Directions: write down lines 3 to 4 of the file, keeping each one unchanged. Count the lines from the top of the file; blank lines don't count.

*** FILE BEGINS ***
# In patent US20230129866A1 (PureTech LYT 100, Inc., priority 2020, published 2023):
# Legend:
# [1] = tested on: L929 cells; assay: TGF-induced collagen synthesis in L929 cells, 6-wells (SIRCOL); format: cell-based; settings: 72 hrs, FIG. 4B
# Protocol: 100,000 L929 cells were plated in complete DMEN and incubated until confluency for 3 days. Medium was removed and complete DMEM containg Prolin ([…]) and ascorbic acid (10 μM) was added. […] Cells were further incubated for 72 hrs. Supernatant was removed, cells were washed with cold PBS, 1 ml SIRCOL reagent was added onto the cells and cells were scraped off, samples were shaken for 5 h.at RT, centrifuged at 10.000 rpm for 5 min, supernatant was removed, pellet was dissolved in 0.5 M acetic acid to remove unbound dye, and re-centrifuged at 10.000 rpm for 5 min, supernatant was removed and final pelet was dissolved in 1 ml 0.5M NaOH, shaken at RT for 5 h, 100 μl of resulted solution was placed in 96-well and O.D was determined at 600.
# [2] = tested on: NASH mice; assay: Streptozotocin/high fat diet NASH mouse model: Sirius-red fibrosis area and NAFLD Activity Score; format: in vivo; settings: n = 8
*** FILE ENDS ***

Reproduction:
# [1] = tested on: L929 cells; assay: TGF-induced collagen synthesis in L929 cells, 6-wells (SIRCOL); format: cell-based; settings: 72 hrs, FIG. 4B
# Protocol: 100,000 L929 cells were plated in complete DMEN and incubated until confluency for 3 days. Medium was removed and complete DMEM containg Prolin ([…]) and ascorbic acid (10 μM) was added. […] Cells were further incubated for 72 hrs. Supernatant was removed, cells were washed with cold PBS, 1 ml SIRCOL reagent was added onto the cells and cells were scraped off, samples were shaken for 5 h.at RT, centrifuged at 10.000 rpm for 5 min, supernatant was removed, pellet was dissolved in 0.5 M acetic acid to remove unbound dye, and re-centrifuged at 10.000 rpm for 5 min, supernatant was removed and final pelet was dissolved in 1 ml 0.5M NaOH, shaken at RT for 5 h, 100 μl of resulted solution was placed in 96-well and O.D was determined at 600.